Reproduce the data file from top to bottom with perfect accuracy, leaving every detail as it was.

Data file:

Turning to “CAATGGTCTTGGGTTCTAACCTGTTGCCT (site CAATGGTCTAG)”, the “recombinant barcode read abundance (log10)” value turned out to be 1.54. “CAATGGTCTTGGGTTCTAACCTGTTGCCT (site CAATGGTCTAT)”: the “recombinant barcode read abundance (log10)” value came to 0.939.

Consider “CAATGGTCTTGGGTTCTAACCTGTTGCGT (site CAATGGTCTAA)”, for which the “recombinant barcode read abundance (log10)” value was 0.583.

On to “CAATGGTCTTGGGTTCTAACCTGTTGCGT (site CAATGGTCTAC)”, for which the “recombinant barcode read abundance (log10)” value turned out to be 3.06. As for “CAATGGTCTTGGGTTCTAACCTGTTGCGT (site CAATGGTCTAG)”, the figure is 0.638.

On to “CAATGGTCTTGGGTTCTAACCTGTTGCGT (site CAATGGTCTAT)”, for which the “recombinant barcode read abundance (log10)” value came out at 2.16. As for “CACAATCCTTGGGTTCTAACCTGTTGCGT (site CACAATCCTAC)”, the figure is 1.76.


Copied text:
Turning to “CAATGGTCTTGGGTTCTAACCTGTTGCCT (site CAATGGTCTAG)”, the “recombinant barcode read abundance (log10)” value turned out to be 1.54. “CAATGGTCTTGGGTTCTAACCTGTTGCCT (site CAATGGTCTAT)”: the “recombinant barcode read abundance (log10)” value came to 0.939.

Consider “CAATGGTCTTGGGTTCTAACCTGTTGCGT (site CAATGGTCTAA)”, for which the “recombinant barcode read abundance (log10)” value was 0.583.

On to “CAATGGTCTTGGGTTCTAACCTGTTGCGT (site CAATGGTCTAC)”, for which the “recombinant barcode read abundance (log10)” value turned out to be 3.06. As for “CAATGGTCTTGGGTTCTAACCTGTTGCGT (site CAATGGTCTAG)”, the figure is 0.638.

On to “CAATGGTCTTGGGTTCTAACCTGTTGCGT (site CAATGGTCTAT)”, for which the “recombinant barcode read abundance (log10)” value came out at 2.16. As for “CACAATCCTTGGGTTCTAACCTGTTGCGT (site CACAATCCTAC)”, the figure is 1.76.